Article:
In my conference bag, I have a 200 page program, printed in French and English, a CD-ROM version of the program with the conference papers, all sorts of maps and tourism information, a small spiral bound notebook, and other ephemera. It really is a lot of paper, but truth be told, with something this size, it's felt good more than once to have a bag full of information on paper. The pen that came with the notebook is amazing, I will post a picture shortly.
Lots more to write about soon.
Posted by blogger at 7:00 AM
Monday, June 16, 2008
I just returned from the ACA conference in Fredericton, New Brunswick, where my grand plans to blog about the environmental aspects of the conference during the conference were dashed by an epic East/West softball game, a trip to the Beaverbrook Art Gallery where I saw an amazing painting by Attila Richard Lukacs and some other nice works, and other things that made the four-day pass as quickly as the gas it took to get there.
The conference was at the Crown Plaza Lord Beaverbrook, though I didn't stay there. It was a nice place, and although there were some concerns that the recent floods in the area would affect the hotel, the conference went on as planned and was quite good.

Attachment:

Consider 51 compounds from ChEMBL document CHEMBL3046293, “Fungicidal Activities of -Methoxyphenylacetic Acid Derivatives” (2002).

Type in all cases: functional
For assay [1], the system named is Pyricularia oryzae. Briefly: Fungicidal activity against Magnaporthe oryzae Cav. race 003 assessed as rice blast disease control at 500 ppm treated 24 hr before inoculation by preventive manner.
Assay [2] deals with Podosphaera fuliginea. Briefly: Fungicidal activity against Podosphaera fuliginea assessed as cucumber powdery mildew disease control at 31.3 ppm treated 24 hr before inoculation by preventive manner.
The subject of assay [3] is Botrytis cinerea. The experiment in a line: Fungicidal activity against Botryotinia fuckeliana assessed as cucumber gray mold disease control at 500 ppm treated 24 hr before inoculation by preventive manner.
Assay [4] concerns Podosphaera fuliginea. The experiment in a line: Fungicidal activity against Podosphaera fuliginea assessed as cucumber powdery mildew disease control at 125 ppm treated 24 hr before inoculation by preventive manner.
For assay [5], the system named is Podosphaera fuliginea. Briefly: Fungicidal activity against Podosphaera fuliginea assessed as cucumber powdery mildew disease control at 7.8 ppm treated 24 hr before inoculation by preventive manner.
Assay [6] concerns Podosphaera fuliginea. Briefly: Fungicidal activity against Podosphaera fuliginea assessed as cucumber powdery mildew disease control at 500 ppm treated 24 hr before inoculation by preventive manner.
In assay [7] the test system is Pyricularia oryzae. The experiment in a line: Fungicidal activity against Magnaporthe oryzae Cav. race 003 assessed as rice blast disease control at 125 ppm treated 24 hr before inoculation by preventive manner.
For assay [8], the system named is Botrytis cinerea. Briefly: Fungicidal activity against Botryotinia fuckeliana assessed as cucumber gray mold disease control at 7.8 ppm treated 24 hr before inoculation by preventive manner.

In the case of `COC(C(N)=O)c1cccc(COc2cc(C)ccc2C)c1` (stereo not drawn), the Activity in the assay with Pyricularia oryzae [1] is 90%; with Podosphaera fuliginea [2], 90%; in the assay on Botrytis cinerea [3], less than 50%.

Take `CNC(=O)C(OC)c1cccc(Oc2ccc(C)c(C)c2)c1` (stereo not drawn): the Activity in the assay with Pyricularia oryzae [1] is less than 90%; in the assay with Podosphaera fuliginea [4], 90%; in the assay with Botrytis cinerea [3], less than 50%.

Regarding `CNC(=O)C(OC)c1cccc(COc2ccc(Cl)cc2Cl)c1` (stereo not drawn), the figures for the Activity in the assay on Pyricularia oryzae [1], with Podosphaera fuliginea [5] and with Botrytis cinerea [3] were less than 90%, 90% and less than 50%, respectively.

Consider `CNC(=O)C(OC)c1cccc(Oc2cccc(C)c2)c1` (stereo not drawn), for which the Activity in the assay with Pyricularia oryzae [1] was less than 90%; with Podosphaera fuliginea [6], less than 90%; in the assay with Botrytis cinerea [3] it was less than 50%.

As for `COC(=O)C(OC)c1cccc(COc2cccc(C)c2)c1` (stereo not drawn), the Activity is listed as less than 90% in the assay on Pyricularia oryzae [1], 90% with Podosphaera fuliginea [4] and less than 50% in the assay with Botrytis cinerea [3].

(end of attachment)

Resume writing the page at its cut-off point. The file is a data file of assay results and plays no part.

A few weeks ago, I posted about efforts the organizers have made to reduce the environmental impact of the conference. Rather than make conference bags, they chose to give out reusable grocery bags from the local co-op. There were packets with what I think was the minimal amount of paper a conference could distribute (I ended up not using my Carr McLean notepad because I brought my own - but many others used them). The bulky conference program was not printed.
The hotel is apparently certified by TheGreenKey, which I still don't know a whole lot about. It used reusable dishes and cutlery for everything but one box lunch, which was just a recyclable cardboard box. Fredericton's recycling however, leaves much to be desired. There was no sorting bins or compost bins I could find anywhere in the city. I forgot my coffee mug, so I was glad to see the conference provide reusable cups during coffee breaks. I used two Tim Horton's paper cups and no less than one dozen mini coffee cups instead of my signature stainless steel mug.